We live in an age of sharing. As consumers and online, we regularly share personal information, and generate new data through our browsing or purchasing history. Businesses and government are increasingly aware of the value of this information, which can result in better and cheaper services for customers, new sources of income for businesses and improved public services. But the question of who owns this information, and how it is collected, stored and used, is becoming a major consumer rights issue. It is crucial, therefore, that people are at the heart of any new settlement.
The Data Dialogue report (80 pages), released today by Demos UK, sets out the results of the largest ever poll of public attitudes on personal information and data-sharing. Based on a representative sample of 5,000 adults, the report finds a growing crisis in consumer confidence over how government and business handle personal data, and discomfort about the way in which personal information and data are currently being used.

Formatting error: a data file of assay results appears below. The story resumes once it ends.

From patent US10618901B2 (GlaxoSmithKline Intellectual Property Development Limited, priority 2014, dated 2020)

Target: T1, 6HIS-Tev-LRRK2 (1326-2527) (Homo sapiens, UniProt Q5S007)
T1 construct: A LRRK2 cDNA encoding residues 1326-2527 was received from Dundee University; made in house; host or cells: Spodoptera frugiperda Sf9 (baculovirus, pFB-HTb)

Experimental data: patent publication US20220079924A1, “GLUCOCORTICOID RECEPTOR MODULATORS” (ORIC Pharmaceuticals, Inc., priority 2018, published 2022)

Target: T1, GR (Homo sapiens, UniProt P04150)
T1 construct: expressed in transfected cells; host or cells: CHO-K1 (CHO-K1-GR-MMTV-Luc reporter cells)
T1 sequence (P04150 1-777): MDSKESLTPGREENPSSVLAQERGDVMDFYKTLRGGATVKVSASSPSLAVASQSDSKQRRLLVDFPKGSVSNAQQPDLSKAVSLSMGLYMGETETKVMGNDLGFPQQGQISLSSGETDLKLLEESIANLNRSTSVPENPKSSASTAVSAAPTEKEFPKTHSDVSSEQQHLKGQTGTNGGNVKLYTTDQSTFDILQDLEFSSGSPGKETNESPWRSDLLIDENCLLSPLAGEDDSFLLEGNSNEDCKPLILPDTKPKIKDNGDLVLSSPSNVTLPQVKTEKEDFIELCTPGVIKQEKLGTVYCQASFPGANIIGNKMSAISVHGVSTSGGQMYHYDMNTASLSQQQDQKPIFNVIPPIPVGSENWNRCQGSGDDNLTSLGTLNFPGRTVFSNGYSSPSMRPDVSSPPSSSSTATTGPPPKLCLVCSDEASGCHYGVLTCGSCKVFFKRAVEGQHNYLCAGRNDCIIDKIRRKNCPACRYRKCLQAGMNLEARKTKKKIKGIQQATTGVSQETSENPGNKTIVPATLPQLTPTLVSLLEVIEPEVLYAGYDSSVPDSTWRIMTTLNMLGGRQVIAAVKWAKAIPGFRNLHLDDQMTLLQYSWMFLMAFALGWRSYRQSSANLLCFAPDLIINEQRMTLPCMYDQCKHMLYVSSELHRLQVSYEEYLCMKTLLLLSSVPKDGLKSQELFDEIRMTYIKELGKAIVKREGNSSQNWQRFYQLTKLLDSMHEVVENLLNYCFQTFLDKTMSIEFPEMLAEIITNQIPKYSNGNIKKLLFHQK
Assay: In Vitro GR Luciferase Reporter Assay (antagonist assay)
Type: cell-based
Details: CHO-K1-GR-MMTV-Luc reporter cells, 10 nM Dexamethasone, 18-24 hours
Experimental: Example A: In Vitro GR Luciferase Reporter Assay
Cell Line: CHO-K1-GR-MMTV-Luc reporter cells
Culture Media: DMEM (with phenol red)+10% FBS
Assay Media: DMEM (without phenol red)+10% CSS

The report argues that this loss of confidence could have a knock-on effect on the economy and on the quality of services available to consumers. However, it also finds that views about sharing change when people are given more control and choice about what data is shared, and when the benefit of sharing that data is made clear to them. It therefore suggests that consumers should be engaged in an honest dialogue about how data are collected and used, and be given meaningful choice and control over the information they share. That will be good for business and consumers alike.
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